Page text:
As far as the second prong, Plaintiff has disputed that he was not meeting Allcare's legitimate expectations. He bases his argument on his own testimony that Dr. Conaghan gave Dr. Zrinyi misinformation about him. Plaintiff testified that there were never any written or verbal complaints about him made by any patient and also testified that he was given a favorable 90-day review. Plaintiff also relied on his assertion that he filed a wage claim against Allcare in the circuit court of Kankakee County based upon its failure to pay him the bonus pay he was owed. Plaintiff further asserted that he was awarded $5,562.81, plus attorney's fees and costs of suit, in the circuit court. Plaintiff does not explain why his successful wage claim has any relevance to his age discrimination claim in this court. This court can only speculate that Plaintiff is trying to argue that he would not have been awarded bonus pay if he had not performed satisfactorily. In their Reply, Defendants have persuasively argued that Allcare's statements regarding Plaintiff's poor performance have been deemed admitted and must be taken as true and that his separate, unrelated action against Allcare for wages that he believed were owed to him after he was fired has absolutely nothing to do with Plaintiff's age discrimination claim. However, this court concludes that it does not need to discuss the issue of whether Plaintiff was meeting Allcare's legitimate expectations because it is clear that Plaintiff cannot establish the fourth prong of his prima facie case.

The United States Supreme Court has recognized that the prima facie case requires "evidence adequate to create an inference that an employment decision was based on a[n] [illegal] discriminatory criterion . . . ." O'Connor v. Consol. Coin Caterers Corp., 517 U.S. 308, 312-13 (1996) (emphasis in original), quoting Teamsters v. United States, 431 U.S. 324, 358 (1977). The Court then stated:

In the age-discrimination context, such an inference cannot be drawn from the replacement of one worker with another worker insignificantly younger. Because the ADEA prohibits discrimination on the basis of age and not class membership, the fact that the replacement is substantially younger than the plaintiff is a far more reliable indicator of age discrimination than is the fact that the plaintiff was replaced by someone outside the protected class.

O'Connor, 517 U.S. at 313. The Seventh Circuit has repeatedly recognized that "substantially younger" generally means ten years younger (or more). See Nagle v. Vill. of Calumet Park, 554 F.3d 1106, 1118 (7th Cir. 2009); Duncan, 518 F.3d at 493; Tubergen, 517 F.3d at 475 n.4 (7th Cir. 2008); Balderston v. Fairbanks Morse Engine Div. of Coltec Indus., 328 F.3d 309, 322 (7th Cir. 2003); Kariotis v. Navistar Int'l Transp. Corp., 131 F.3d 672, 676 n.1 (7th Cir. 1997); see also Runyon v. Applied Extrusion Techs., Inc., 619 F.3d 735, 740 (7th Cir. 2010). The court in Tubergen noted that "[u]nder the ADEA, in the case of younger employees that fall above the age of forty, the age difference must be ten years or greater in order to be presumptively substantial." Tubergen, 517 F.3d at 475 n.4, citing Bennington v. Caterpillar, Inc., 275 F.3d 654, 659 (7th Cir. 2001).

Plaintiff has argued that he has met his burden by showing that he was replaced by someone younger and argued that the ten year line "is not indelible," citing E.E.O.C. v. Bd of Regents of Univ. of Wisc. Sys., 288 F.3d 296, 302 (7th Cir. 2002). In that case, however, the EEOC brought an age discrimination suit on behalf of four employees. E.E.O.C., 288 F.3d at 298-99. Some of the persons hired to replace the four employees were 10 years younger than the plaintiffs and some were not. See E.E.O.C., 288 F.3d at 302. The Seventh Circuit determined that the fact that some of the replacement employees were not 10 years younger did not undermine the jury's verdict in the EEOC's favor. The court stated that "the line we draw is not so bright as to exclude cases where the gap is smaller but evidence nevertheless reveals the employer's decision to be motivated by the plaintiff's age." E.E.O.C., 288 F.3d at 302, quoting Hartley v. Wisc. Bell, Inc., 124 F.3d 887, 893 (7th Cir. 1997). In this case, it is undisputed that Plaintiff was replaced by an employee who was over 40 and in the protected class and was only four years younger than Plaintiff. Further, Plaintiff has provided absolutely no evidence that Allcare's decision was motivated by Plaintiff's age. Therefore, the case cited provides no support for Plaintiff's argument that he has met his burden to establish a prima facie case by showing that he was replaced by an employee who was four years younger.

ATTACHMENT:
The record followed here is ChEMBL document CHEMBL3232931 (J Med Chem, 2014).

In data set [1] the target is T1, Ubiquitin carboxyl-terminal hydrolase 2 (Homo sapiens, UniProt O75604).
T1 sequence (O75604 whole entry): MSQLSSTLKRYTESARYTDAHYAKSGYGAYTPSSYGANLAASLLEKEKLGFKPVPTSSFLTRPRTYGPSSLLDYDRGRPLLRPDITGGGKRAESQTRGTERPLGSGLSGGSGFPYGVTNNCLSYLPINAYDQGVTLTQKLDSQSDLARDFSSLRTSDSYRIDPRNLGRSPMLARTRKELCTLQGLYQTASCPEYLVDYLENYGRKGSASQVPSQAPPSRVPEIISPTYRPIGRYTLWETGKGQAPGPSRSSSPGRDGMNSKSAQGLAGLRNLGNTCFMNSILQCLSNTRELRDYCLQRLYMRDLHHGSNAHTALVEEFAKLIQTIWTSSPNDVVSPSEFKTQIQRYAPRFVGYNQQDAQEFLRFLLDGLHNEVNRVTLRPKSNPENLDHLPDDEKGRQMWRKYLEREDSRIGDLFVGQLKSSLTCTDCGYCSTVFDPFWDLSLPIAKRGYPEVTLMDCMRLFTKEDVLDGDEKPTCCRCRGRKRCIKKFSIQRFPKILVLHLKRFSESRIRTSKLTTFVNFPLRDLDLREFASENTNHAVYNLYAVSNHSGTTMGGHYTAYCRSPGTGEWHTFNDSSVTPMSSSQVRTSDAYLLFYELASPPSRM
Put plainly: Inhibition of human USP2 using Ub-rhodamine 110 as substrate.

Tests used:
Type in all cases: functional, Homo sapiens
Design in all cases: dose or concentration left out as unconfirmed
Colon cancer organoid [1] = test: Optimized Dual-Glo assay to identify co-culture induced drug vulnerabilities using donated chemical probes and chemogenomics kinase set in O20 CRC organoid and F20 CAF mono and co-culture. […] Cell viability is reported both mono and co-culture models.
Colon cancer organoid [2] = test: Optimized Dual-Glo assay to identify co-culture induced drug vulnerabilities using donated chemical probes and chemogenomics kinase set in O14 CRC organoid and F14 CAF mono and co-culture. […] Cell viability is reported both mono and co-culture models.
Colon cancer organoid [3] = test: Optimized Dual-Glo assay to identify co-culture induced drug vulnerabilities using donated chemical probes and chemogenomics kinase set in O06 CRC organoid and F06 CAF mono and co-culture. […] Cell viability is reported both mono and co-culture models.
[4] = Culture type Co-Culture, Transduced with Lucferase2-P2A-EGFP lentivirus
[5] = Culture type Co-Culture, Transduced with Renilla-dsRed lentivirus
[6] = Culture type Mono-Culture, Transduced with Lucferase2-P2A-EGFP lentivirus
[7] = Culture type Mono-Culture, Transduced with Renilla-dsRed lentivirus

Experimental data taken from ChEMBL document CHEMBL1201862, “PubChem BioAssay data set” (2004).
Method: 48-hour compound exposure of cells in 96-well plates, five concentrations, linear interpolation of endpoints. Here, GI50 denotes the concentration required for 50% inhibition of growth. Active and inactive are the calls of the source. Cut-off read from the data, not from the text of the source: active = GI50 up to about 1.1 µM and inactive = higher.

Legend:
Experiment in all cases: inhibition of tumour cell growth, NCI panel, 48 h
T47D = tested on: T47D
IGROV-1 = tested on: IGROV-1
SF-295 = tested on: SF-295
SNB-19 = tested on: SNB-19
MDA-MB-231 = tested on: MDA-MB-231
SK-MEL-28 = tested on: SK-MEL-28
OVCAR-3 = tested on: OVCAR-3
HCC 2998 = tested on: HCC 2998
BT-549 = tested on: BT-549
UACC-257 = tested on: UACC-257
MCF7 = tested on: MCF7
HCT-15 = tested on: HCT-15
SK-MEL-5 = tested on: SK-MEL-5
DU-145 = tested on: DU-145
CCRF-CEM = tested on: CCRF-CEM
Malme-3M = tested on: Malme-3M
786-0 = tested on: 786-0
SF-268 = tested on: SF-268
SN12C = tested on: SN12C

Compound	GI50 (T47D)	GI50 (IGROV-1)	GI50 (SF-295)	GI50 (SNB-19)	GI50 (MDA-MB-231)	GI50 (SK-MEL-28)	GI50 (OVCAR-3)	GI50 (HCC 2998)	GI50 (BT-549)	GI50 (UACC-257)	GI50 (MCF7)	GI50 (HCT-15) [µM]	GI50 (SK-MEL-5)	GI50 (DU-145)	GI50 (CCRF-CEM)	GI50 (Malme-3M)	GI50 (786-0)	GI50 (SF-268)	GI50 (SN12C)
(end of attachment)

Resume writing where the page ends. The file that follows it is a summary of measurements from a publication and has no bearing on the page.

The Seventh Circuit has held that differences of less that ten years between the plaintiff and the employees allegedly treated more favorably is not significant enough to present a prima facie case under the ADEA. See Bennington, 275 F.3d at 659 (five year difference not enough); Hartley, 124 F.3d at 893 (noting that six year and seven year difference in age between the plaintiff and employees allegedly treated more favorably was "a presumptively insubstantial gap"). Based on this clear precedent, this court concludes that Plaintiff has not established the fourth prong of the prima facie case, that he was replaced by a substantially younger employee. This court concludes that no inference of discrimination on the basis of age can be made from the fact that the 48-year-old Plaintiff was replaced by a 44-year-old employee. Plaintiff has not established a prima facie case of age discrimination and Allcare is entitled to summary judgment.


(1) Allcare's Motion for Summary Judgment (#31) is GRANTED. Judgment is entered in favor of Allcare and against Plaintiff on Plaintiff's Complaint.

(2) The final pretrial conference scheduled for September 2, 2011, at 11:00 a.m. and the jury trial scheduled for September 12, 2011, at 9:00 a.m. are hereby VACATED.

(3) This case is terminated.

Michael P. McCuskey